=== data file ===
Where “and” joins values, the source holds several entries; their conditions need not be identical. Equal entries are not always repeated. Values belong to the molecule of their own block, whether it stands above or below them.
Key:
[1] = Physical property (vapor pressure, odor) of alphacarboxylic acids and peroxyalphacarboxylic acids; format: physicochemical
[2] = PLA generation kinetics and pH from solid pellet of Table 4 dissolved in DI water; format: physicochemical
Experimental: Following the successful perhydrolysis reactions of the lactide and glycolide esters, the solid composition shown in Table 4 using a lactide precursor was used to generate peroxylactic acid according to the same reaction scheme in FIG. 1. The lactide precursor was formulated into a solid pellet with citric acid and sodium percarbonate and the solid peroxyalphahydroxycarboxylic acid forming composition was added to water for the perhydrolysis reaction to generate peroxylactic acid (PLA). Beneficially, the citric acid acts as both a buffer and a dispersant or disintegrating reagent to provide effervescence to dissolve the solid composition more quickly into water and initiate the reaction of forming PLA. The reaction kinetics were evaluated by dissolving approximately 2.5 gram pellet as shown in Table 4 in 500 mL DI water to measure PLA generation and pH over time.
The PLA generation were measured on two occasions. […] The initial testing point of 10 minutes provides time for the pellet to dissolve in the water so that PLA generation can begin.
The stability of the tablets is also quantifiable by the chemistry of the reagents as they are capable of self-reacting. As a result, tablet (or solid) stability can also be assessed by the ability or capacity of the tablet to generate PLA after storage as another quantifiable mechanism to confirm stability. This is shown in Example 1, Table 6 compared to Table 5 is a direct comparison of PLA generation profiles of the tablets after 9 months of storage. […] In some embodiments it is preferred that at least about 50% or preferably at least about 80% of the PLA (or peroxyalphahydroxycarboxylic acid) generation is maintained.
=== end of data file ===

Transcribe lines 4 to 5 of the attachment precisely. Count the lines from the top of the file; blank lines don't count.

[2] = PLA generation kinetics and pH from solid pellet of Table 4 dissolved in DI water; format: physicochemical
Experimental: Following the successful perhydrolysis reactions of the lactide and glycolide esters, the solid composition shown in Table 4 using a lactide precursor was used to generate peroxylactic acid according to the same reaction scheme in FIG. 1. The lactide precursor was formulated into a solid pellet with citric acid and sodium percarbonate and the solid peroxyalphahydroxycarboxylic acid forming composition was added to water for the perhydrolysis reaction to generate peroxylactic acid (PLA). Beneficially, the citric acid acts as both a buffer and a dispersant or disintegrating reagent to provide effervescence to dissolve the solid composition more quickly into water and initiate the reaction of forming PLA. The reaction kinetics were evaluated by dissolving approximately 2.5 gram pellet as shown in Table 4 in 500 mL DI water to measure PLA generation and pH over time.